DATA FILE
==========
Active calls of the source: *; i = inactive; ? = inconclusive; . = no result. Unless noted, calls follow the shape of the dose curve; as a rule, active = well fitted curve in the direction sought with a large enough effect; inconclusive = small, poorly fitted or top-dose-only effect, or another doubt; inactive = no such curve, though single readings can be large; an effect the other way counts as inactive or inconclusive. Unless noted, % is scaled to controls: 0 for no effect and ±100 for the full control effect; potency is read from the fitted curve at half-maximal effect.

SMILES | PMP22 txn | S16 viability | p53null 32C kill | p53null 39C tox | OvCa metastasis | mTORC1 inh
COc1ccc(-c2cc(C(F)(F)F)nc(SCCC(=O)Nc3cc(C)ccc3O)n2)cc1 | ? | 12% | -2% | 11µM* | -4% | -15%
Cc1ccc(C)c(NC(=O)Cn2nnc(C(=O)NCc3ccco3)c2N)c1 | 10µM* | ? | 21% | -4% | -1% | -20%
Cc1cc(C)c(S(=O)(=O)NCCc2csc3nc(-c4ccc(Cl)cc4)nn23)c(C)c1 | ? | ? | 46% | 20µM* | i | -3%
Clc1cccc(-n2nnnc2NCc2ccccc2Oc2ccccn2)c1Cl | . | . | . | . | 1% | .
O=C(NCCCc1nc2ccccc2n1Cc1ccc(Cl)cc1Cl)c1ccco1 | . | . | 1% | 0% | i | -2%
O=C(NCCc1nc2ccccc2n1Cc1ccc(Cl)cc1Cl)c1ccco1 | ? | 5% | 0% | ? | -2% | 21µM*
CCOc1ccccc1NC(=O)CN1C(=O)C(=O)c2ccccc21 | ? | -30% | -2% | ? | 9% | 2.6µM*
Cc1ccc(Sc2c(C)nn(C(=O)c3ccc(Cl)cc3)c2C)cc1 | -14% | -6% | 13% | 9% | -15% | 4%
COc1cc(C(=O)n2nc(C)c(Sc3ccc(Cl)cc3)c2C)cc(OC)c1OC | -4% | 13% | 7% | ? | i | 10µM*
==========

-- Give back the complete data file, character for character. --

Active calls of the source: *; i = inactive; ? = inconclusive; . = no result. Unless noted, calls follow the shape of the dose curve; as a rule, active = well fitted curve in the direction sought with a large enough effect; inconclusive = small, poorly fitted or top-dose-only effect, or another doubt; inactive = no such curve, though single readings can be large; an effect the other way counts as inactive or inconclusive. Unless noted, % is scaled to controls: 0 for no effect and ±100 for the full control effect; potency is read from the fitted curve at half-maximal effect.

SMILES | PMP22 txn | S16 viability | p53null 32C kill | p53null 39C tox | OvCa metastasis | mTORC1 inh
COc1ccc(-c2cc(C(F)(F)F)nc(SCCC(=O)Nc3cc(C)ccc3O)n2)cc1 | ? | 12% | -2% | 11µM* | -4% | -15%
Cc1ccc(C)c(NC(=O)Cn2nnc(C(=O)NCc3ccco3)c2N)c1 | 10µM* | ? | 21% | -4% | -1% | -20%
Cc1cc(C)c(S(=O)(=O)NCCc2csc3nc(-c4ccc(Cl)cc4)nn23)c(C)c1 | ? | ? | 46% | 20µM* | i | -3%
Clc1cccc(-n2nnnc2NCc2ccccc2Oc2ccccn2)c1Cl | . | . | . | . | 1% | .
O=C(NCCCc1nc2ccccc2n1Cc1ccc(Cl)cc1Cl)c1ccco1 | . | . | 1% | 0% | i | -2%
O=C(NCCc1nc2ccccc2n1Cc1ccc(Cl)cc1Cl)c1ccco1 | ? | 5% | 0% | ? | -2% | 21µM*
CCOc1ccccc1NC(=O)CN1C(=O)C(=O)c2ccccc21 | ? | -30% | -2% | ? | 9% | 2.6µM*
Cc1ccc(Sc2c(C)nn(C(=O)c3ccc(Cl)cc3)c2C)cc1 | -14% | -6% | 13% | 9% | -15% | 4%
COc1cc(C(=O)n2nc(C)c(Sc3ccc(Cl)cc3)c2C)cc(OC)c1OC | -4% | 13% | 7% | ? | i | 10µM*